Defenders of the bill are countering that the CBCP is spreading an outright lie. The bill does not allow abortion. I just read it and in fact it contains a provision that re-affirms the illegality and criminality of abortion in this country. The bill, although biased towards heterosexual women, is surprisingly well rounded as it uses a comprehensive framework for reproductive health programs. It contains elements that uphold the principles of informed choice, responsible parenthood, respect for life and birth spacing.  Church pundits of course know very well that the only way to kill this bill is to discredit it via baseless propaganda.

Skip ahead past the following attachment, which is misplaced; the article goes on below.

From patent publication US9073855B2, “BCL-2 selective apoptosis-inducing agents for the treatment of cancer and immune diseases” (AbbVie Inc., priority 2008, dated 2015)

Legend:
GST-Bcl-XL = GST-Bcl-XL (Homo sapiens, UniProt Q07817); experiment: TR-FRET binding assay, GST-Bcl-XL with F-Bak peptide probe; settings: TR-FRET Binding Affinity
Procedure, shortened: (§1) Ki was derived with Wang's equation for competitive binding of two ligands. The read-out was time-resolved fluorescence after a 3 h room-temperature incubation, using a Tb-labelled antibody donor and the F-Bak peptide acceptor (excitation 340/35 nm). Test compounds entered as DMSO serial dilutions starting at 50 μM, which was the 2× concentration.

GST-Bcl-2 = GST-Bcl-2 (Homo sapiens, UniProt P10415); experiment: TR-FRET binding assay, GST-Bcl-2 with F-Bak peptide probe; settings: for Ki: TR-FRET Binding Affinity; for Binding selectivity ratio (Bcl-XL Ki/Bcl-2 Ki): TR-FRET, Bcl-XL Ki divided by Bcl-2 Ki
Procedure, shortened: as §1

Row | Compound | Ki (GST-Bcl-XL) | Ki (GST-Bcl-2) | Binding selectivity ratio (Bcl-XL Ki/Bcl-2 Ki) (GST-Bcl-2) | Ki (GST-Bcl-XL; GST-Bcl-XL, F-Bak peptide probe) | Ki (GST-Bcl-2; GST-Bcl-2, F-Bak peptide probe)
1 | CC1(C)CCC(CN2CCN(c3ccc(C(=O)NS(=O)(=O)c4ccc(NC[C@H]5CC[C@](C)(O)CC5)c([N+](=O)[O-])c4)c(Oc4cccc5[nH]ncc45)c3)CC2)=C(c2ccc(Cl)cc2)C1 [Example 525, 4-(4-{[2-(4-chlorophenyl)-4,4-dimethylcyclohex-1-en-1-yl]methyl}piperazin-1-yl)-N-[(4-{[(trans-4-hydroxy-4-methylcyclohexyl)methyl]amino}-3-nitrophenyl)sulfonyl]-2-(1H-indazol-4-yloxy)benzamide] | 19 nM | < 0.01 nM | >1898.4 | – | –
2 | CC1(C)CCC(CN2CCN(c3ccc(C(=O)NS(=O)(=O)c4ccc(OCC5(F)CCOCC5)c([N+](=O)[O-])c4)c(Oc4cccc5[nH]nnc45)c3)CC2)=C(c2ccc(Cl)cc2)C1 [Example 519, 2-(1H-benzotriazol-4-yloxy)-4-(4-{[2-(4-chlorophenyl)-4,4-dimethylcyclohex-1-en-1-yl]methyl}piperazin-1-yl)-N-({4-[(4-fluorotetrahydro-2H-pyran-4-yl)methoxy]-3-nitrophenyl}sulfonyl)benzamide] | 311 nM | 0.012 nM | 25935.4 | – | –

How does the reproductive health debate affect LGBT people? Simple. We are as much sexual and gendered beings as we are reproductive ones. Our right to express our sexual orientations and gender identities is tied up with our right to bear offspring. In rights parlance they are called sexual and reproductive health rights (SRHR). Theoretically they  should be covered by the Constitutional provisions on liberty, equality and privacy. In reality though, we know the flak that LGBT people get when they start exercising their rights over their own bodies. So we hear of lesbians being raped to be cured of their lesbianism, of transgender people being disallowed to be parents to their own children because they are simply not good role models, of gay men being barred from donating sperm, etc. The list goes on and on.